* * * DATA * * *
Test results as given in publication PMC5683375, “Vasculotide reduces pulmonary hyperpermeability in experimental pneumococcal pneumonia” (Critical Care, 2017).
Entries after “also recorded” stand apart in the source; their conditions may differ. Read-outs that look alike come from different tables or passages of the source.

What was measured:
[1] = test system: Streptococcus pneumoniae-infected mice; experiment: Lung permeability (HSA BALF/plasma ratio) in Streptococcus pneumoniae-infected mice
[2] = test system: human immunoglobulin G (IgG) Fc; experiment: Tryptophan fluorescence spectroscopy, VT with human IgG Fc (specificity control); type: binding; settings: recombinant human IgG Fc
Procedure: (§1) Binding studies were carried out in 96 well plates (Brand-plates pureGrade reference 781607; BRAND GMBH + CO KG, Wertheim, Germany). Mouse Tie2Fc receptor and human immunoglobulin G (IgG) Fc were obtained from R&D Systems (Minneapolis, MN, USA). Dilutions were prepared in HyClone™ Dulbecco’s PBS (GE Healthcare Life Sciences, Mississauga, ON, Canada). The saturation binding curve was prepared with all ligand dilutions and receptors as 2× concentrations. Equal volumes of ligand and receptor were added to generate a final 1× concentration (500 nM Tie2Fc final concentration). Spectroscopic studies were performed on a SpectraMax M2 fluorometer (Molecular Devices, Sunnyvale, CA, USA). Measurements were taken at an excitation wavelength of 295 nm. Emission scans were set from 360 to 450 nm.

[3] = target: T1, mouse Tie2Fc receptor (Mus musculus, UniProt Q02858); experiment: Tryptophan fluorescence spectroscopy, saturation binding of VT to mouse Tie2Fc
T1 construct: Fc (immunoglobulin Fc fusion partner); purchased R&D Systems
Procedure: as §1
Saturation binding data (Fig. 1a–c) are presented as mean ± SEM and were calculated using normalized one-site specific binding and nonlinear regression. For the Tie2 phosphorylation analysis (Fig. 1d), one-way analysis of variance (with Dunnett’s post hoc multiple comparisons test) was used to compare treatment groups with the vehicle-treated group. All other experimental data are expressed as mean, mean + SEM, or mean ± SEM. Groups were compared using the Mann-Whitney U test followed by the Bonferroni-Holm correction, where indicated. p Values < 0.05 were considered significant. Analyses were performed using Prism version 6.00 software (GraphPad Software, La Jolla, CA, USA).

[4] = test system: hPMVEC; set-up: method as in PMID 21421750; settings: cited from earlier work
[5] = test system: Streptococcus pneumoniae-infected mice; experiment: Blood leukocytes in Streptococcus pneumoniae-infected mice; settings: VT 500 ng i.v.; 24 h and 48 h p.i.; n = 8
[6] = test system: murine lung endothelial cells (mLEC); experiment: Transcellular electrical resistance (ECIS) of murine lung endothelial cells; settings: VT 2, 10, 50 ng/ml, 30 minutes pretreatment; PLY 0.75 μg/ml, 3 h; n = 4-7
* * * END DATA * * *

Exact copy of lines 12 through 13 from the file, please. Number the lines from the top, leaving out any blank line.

[5] = test system: Streptococcus pneumoniae-infected mice; experiment: Blood leukocytes in Streptococcus pneumoniae-infected mice; settings: VT 500 ng i.v.; 24 h and 48 h p.i.; n = 8
[6] = test system: murine lung endothelial cells (mLEC); experiment: Transcellular electrical resistance (ECIS) of murine lung endothelial cells; settings: VT 2, 10, 50 ng/ml, 30 minutes pretreatment; PLY 0.75 μg/ml, 3 h; n = 4-7